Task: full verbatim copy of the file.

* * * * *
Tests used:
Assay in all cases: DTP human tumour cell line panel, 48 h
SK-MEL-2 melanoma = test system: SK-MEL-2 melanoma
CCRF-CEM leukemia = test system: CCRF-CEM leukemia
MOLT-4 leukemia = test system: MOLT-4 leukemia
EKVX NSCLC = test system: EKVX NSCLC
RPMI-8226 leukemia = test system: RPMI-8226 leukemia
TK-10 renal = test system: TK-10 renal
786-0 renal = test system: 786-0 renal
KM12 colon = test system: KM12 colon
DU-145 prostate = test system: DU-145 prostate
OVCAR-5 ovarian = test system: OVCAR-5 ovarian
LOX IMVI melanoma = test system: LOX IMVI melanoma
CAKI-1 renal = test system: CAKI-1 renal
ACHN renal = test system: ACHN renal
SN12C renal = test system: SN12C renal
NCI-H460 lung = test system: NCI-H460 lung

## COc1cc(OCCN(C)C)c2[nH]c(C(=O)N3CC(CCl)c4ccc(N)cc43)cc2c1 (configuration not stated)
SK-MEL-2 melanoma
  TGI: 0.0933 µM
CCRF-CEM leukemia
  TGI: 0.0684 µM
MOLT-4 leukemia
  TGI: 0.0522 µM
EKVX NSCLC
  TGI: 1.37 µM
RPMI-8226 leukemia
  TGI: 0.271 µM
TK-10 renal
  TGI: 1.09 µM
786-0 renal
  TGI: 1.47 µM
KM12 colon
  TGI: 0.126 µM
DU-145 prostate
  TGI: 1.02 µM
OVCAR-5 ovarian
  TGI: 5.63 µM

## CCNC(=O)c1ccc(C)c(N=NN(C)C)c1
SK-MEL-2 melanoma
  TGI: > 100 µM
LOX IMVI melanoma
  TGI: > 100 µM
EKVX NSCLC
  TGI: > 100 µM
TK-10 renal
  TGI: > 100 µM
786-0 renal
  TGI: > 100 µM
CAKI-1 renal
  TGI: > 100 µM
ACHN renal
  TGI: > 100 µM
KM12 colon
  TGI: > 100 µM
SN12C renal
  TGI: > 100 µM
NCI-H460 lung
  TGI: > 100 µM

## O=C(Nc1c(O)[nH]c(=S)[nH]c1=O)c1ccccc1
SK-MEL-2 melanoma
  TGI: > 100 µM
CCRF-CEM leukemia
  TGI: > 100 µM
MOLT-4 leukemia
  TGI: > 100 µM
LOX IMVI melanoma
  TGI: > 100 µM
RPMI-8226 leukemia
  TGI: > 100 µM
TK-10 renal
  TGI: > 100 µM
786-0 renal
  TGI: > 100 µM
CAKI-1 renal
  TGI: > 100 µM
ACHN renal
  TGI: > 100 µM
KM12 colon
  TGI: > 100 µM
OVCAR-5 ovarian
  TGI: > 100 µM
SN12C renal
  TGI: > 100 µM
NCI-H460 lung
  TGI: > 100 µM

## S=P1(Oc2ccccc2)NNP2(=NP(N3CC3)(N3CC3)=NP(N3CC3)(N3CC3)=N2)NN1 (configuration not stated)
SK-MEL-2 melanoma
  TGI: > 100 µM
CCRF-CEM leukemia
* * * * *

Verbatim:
Tests used:
Assay in all cases: DTP human tumour cell line panel, 48 h
SK-MEL-2 melanoma = test system: SK-MEL-2 melanoma
CCRF-CEM leukemia = test system: CCRF-CEM leukemia
MOLT-4 leukemia = test system: MOLT-4 leukemia
EKVX NSCLC = test system: EKVX NSCLC
RPMI-8226 leukemia = test system: RPMI-8226 leukemia
TK-10 renal = test system: TK-10 renal
786-0 renal = test system: 786-0 renal
KM12 colon = test system: KM12 colon
DU-145 prostate = test system: DU-145 prostate
OVCAR-5 ovarian = test system: OVCAR-5 ovarian
LOX IMVI melanoma = test system: LOX IMVI melanoma
CAKI-1 renal = test system: CAKI-1 renal
ACHN renal = test system: ACHN renal
SN12C renal = test system: SN12C renal
NCI-H460 lung = test system: NCI-H460 lung

## COc1cc(OCCN(C)C)c2[nH]c(C(=O)N3CC(CCl)c4ccc(N)cc43)cc2c1 (configuration not stated)
SK-MEL-2 melanoma
  TGI: 0.0933 µM
CCRF-CEM leukemia
  TGI: 0.0684 µM
MOLT-4 leukemia
  TGI: 0.0522 µM
EKVX NSCLC
  TGI: 1.37 µM
RPMI-8226 leukemia
  TGI: 0.271 µM
TK-10 renal
  TGI: 1.09 µM
786-0 renal
  TGI: 1.47 µM
KM12 colon
  TGI: 0.126 µM
DU-145 prostate
  TGI: 1.02 µM
OVCAR-5 ovarian
  TGI: 5.63 µM

## CCNC(=O)c1ccc(C)c(N=NN(C)C)c1
SK-MEL-2 melanoma
  TGI: > 100 µM
LOX IMVI melanoma
  TGI: > 100 µM
EKVX NSCLC
  TGI: > 100 µM
TK-10 renal
  TGI: > 100 µM
786-0 renal
  TGI: > 100 µM
CAKI-1 renal
  TGI: > 100 µM
ACHN renal
  TGI: > 100 µM
KM12 colon
  TGI: > 100 µM
SN12C renal
  TGI: > 100 µM
NCI-H460 lung
  TGI: > 100 µM

## O=C(Nc1c(O)[nH]c(=S)[nH]c1=O)c1ccccc1
SK-MEL-2 melanoma
  TGI: > 100 µM
CCRF-CEM leukemia
  TGI: > 100 µM
MOLT-4 leukemia
  TGI: > 100 µM
LOX IMVI melanoma
  TGI: > 100 µM
RPMI-8226 leukemia
  TGI: > 100 µM
TK-10 renal
  TGI: > 100 µM
786-0 renal
  TGI: > 100 µM
CAKI-1 renal
  TGI: > 100 µM
ACHN renal
  TGI: > 100 µM
KM12 colon
  TGI: > 100 µM
OVCAR-5 ovarian
  TGI: > 100 µM
SN12C renal
  TGI: > 100 µM
NCI-H460 lung
  TGI: > 100 µM

## S=P1(Oc2ccccc2)NNP2(=NP(N3CC3)(N3CC3)=NP(N3CC3)(N3CC3)=N2)NN1 (configuration not stated)
SK-MEL-2 melanoma
  TGI: > 100 µM
CCRF-CEM leukemia